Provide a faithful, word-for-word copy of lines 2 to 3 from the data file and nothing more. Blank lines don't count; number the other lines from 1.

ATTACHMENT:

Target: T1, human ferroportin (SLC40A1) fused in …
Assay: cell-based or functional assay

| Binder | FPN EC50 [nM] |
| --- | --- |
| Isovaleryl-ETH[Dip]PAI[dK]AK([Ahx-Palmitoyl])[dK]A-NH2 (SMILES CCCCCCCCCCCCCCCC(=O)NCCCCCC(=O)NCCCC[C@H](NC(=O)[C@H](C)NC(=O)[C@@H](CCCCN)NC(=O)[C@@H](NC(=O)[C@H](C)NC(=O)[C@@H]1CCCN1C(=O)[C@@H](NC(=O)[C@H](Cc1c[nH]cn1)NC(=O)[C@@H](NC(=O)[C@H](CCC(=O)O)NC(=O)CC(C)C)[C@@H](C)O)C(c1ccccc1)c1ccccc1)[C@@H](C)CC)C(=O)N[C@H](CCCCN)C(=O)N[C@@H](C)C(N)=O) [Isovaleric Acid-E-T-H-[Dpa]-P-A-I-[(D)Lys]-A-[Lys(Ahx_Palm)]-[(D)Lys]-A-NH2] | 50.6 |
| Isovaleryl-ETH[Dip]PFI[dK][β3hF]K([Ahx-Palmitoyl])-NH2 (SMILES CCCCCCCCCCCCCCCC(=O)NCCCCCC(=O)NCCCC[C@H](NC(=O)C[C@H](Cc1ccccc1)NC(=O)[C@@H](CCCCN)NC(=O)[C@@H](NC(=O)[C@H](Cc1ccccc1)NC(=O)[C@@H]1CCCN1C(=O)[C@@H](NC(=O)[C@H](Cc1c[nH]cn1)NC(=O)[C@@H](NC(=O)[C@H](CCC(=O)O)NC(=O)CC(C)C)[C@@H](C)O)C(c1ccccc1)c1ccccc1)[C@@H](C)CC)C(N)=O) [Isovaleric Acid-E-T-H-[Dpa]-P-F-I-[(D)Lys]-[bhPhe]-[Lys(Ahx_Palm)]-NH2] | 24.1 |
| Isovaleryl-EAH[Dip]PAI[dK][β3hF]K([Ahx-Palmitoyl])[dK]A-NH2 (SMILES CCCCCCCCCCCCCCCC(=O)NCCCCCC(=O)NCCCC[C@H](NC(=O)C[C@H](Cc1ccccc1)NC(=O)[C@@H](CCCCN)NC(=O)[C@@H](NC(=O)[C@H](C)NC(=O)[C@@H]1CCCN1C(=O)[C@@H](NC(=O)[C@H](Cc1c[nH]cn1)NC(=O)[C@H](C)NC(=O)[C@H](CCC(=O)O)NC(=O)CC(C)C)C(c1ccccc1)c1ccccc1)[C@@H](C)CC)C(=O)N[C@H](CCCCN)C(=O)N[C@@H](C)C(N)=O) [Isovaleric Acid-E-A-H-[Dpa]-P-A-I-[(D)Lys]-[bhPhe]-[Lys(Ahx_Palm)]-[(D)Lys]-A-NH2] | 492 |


Assay: cell-based or functional assay

| Binder | FPN EC50 [nM] |